But why are they doing it? Why do they feel the urge to reach out and offer help to people whom, it might be said, have nothing to do with them? In the natural world, it is all about survival of the fittest. The strongest of the species live and the weakest die. Animal instincts are for self-preservation and, where appropriate, for the safety of the herd- that is, your own family, your own kind.
And yes, there is a strong sense of herd instinct and self-preservation in human beings, but we find it in us to step beyond that: to reach out to people who have nothing to do with us except that they are fellow human beings.

I heard a story of a young Jewish girl living in Nazi Germany. A law had been passed stating that Jews were not allowed to sit down when using public transport. This girl got on a bus and, although there were plenty of spare seats, she had to stand. She saw a neighbour of hers- not a Jew- sitting there comfortably but, to her amazement, this woman got up and stood beside her for the rest of the journey. She may not have been able to change the law, but she could demonstrate her rejection of it.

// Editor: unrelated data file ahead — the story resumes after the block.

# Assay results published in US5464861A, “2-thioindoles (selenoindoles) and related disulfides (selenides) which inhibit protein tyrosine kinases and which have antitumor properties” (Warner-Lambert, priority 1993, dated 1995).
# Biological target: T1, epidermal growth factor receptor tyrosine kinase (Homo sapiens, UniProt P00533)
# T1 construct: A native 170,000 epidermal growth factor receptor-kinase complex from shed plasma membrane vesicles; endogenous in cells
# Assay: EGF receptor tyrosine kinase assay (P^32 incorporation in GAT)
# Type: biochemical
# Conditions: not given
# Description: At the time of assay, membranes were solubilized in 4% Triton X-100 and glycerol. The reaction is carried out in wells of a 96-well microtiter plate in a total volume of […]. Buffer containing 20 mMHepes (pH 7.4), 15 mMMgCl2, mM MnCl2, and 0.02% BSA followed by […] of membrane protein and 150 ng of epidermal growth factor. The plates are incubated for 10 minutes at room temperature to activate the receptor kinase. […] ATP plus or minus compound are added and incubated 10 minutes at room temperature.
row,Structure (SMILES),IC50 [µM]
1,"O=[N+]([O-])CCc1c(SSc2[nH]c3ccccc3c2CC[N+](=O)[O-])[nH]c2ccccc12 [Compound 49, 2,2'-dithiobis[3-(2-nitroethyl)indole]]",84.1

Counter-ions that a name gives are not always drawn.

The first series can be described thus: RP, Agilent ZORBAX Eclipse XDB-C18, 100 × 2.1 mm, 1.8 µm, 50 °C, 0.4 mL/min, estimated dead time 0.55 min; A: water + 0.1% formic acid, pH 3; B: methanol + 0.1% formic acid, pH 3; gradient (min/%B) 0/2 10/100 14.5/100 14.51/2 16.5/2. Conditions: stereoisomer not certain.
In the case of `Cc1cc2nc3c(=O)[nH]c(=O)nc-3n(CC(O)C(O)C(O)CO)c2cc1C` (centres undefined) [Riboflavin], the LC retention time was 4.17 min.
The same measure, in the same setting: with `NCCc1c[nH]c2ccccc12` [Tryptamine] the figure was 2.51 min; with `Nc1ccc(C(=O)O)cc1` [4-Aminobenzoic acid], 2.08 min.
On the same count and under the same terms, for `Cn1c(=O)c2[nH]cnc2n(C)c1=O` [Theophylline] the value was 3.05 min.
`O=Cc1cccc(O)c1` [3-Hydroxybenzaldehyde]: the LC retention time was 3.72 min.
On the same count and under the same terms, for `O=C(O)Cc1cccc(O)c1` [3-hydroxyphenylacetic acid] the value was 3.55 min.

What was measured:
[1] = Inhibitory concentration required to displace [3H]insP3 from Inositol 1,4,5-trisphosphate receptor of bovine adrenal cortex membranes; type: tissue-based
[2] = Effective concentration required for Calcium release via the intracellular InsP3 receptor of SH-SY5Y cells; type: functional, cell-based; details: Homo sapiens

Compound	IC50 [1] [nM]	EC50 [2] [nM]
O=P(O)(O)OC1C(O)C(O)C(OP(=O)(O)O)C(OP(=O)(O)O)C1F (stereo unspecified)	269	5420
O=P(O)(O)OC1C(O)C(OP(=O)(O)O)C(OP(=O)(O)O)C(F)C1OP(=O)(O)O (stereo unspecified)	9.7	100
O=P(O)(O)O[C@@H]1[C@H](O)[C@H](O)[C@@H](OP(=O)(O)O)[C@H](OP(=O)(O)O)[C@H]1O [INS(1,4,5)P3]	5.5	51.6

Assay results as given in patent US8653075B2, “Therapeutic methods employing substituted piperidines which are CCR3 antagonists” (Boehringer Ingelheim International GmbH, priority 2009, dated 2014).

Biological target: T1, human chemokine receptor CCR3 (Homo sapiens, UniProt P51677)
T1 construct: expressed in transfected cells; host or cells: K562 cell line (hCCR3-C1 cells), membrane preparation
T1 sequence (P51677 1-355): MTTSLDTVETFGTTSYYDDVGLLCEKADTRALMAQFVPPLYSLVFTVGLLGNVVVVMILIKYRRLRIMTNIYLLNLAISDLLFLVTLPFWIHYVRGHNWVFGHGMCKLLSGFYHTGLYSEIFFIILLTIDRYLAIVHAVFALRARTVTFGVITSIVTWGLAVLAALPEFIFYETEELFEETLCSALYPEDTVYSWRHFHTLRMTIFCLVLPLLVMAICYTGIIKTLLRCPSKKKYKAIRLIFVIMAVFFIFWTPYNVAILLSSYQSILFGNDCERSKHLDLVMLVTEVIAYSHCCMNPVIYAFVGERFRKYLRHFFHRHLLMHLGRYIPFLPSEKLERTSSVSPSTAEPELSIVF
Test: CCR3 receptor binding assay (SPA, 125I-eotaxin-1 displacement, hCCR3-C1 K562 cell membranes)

Why? This woman was being taught rigorously that Jews were vermin, unfit to live. What made her reject that teaching? And why did many others put their own lives on the line to shelter Jewish people, who were not of their race, not of their family?

Again, there is something inexplicable in us, that moves us beyond basic self-preservation and herd instincts to take pity on those in need, no matter who they are and to reach out in friendship beyond the natural boundaries of race.
Was not this what Jesus taught? Again, he was not telling people anything new. He saw men and women reaching out to those beyond their families, their race, even their religion and he affirmed them. He told them that yes, this was how human nature should be. For this was how human beings reflected the image of God, Himself.